With Hollywood putting out more and more mediocre-to-okay literary adaptations it’s understandable to be wary of The Hunger Games.
But to turn a phrase from the film itself, the odds are in your favour with this one.
‘So it’s basically Battle Royale?’ is what you’ll hear when you explain the Hunger Games to a person unfamiliar with the source material, myself included. The comparison to the late Kinji Fukasaku’s Battle Royale is inevitable, as both feature teenagers killing each other in a dystopian society. That’s where the similarities end though. While Battle Royale is arguably about the loss of innocence and the violence of high school dynamics, The Hunger Games is about politics, plain and simple.
12 districts of Panem rebelled against the Capitol, only to be quelled in the end. As punishment for their rebellion, every year the districts are required to give up one boy and one girl from the ages of12 and 18 to compete to in the Hunger Games: A fight to the death in a large outdoor arena broadcast across all the territories of Panem. Katniss Everdeen (Jennifer Lawrence), a resident of District 12, volunteers to take the place of her sister Prim and participate in her place. Together with District 12’s other representative, Peeta (Josh Hutcherson), they quickly learn that survival isn’t the only game that is played.
More than anything, thestrength of The Hunger Games lies not in the action, but in the politics. From a nation-wide level to personal politics, everyone is playing an angle. The first two thirds of the movie are devoted to showing us that the Hunger Games aren’t won with sheer brute strength or skill: charisma, showmanship and understanding your audience are equally effective tools at your disposal. On a wider level, the machinations of the government to keep the districts occupied and oppressed give us the reason why these games are enacted every year.
The Hunger Games is like watching a behind the scenes video to your favourite reality show. If that show involved lots and lots of killing. It’s fascinating to see how each of the contestants play to their strengths, even going so far as (at least from where I was sitting) to fabricate personas and storylines. It’s even more interesting to see how their mentors and fashion designers help their protégés deal with the game. And above them all, we have the team that manages the production of the coverage, run, of course, by an oprresive government. It’s all intrigue and subterfuge and it’s very, very enjoyable.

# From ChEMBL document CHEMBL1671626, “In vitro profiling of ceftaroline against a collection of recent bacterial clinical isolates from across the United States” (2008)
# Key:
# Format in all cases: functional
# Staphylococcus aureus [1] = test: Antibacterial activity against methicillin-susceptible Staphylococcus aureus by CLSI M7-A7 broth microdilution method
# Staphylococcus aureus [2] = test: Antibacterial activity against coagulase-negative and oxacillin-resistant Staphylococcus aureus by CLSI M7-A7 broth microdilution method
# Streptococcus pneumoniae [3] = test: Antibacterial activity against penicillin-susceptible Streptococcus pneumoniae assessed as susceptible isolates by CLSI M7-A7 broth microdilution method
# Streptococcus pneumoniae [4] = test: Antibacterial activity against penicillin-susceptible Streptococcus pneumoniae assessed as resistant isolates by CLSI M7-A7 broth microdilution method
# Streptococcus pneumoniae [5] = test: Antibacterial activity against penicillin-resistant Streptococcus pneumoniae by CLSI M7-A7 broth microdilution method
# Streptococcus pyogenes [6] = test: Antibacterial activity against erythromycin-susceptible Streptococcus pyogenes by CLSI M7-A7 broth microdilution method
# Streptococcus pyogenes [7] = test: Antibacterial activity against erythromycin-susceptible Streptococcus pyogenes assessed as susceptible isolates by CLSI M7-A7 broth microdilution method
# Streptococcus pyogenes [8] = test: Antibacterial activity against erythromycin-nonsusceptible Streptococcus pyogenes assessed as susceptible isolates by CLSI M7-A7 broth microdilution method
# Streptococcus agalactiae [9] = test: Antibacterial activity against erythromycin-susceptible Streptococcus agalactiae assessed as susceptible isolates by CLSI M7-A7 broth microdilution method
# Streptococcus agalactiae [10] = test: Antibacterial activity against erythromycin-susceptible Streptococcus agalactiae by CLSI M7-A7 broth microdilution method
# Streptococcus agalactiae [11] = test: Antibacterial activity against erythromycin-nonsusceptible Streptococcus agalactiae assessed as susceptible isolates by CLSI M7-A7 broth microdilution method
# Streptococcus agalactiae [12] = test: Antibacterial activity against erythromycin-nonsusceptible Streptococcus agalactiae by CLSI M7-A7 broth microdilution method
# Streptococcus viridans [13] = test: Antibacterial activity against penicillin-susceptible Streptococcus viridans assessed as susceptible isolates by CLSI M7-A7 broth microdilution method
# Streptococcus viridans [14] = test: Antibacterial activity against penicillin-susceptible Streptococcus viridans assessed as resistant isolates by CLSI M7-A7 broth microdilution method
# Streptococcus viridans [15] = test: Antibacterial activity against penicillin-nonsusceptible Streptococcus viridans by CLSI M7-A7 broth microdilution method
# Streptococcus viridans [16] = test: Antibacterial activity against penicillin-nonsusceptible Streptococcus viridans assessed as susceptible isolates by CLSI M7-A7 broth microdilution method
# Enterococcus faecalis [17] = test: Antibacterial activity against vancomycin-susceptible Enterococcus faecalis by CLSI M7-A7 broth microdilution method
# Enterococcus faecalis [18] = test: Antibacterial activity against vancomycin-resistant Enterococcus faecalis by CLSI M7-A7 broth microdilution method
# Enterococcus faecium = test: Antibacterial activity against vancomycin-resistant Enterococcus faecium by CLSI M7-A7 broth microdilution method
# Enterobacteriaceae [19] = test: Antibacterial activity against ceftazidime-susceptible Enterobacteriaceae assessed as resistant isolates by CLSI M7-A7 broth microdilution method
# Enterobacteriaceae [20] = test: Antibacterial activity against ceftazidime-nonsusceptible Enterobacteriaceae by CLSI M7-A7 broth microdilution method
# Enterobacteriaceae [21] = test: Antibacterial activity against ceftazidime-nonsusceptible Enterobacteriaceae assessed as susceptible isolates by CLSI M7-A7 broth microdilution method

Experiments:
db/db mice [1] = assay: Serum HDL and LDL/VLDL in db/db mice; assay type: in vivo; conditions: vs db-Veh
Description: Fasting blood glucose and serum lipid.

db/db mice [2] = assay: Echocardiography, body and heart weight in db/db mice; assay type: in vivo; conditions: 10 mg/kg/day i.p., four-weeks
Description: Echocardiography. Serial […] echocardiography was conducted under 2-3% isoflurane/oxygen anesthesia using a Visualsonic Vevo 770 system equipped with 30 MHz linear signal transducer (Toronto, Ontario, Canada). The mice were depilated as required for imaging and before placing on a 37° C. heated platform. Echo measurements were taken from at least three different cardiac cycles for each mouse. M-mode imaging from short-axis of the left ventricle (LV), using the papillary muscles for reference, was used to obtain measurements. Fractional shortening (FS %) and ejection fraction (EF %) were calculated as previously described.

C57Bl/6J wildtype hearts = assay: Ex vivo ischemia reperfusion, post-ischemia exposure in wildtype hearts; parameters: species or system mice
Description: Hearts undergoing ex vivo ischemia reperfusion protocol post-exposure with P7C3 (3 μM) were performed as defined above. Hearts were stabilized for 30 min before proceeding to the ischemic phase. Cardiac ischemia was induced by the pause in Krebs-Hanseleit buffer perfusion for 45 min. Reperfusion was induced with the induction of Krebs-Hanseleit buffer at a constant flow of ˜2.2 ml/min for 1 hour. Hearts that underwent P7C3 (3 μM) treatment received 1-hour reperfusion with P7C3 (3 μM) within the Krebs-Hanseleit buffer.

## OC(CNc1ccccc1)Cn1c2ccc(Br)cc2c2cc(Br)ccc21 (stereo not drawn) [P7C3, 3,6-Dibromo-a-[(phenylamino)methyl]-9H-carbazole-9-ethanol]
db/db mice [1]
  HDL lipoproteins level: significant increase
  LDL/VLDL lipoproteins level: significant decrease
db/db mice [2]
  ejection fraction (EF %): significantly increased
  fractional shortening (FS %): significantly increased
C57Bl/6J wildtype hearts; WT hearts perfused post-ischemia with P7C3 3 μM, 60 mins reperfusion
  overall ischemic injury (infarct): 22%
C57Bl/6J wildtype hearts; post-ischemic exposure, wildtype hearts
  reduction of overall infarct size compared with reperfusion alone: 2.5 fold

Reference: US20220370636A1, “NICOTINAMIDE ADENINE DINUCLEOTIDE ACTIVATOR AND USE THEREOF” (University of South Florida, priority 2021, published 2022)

Part of the reason why this is so enjoyable even though we haven’t gotten to the games themselves, the actors are so damn interesting to watch. The adults (Woody Harrelson, Elizabeth Banks, Donald Sutherland, Lenny Kravitz and the always awesome Stanley Tucci) all give sterling performances. Special mention has to be given to the lead kids though, as Jennifer Lawrence gives the best reluctant gladiator performance since Russel Crowe. Josh Hutcherson, who has been awesome since Little Manhattan, plays a great reluctant showman.
Once we get to the games themselves however, the film loses steam. You’re supposed to feel something when these kids die, form alliances, actually play the game but I didn’t. I suppose in the spirit of world building, character was sacrificed. It’s a decision I understand and applaud. It’s more the political dynamics rather than the personal interactions that got me invested in the story, and you need wider view for that to happen, to see cause and effect. When things suddenly become personal, it stalls because you invested in the whole stage rather a specific player on it.
It’s the same as liking an entire great album rather than a select song. When you hear it played alone, it loses its impact-it becomes something easily ignored. I suppose this is where the format of the books come into play, providing the necessary backstory and hooks to get us invested, but tough shit, this is a film. What’s great though, is that there’s a promise that the following movies in the trilogy promise to be ALL politics, intrigue and subterfuge now that the lacklustre games are done with.
The Hunger Games is a great start to a promising franchise. It’s not an instant classic, but it is a good enough movie that you won’t regret watching.
PARA SA MGA TAMAD MAGBASA:
While the actual Hunger Games themselves were lackluster, everything else was awesome. The odds are in your favor for a good time at the cinematheque!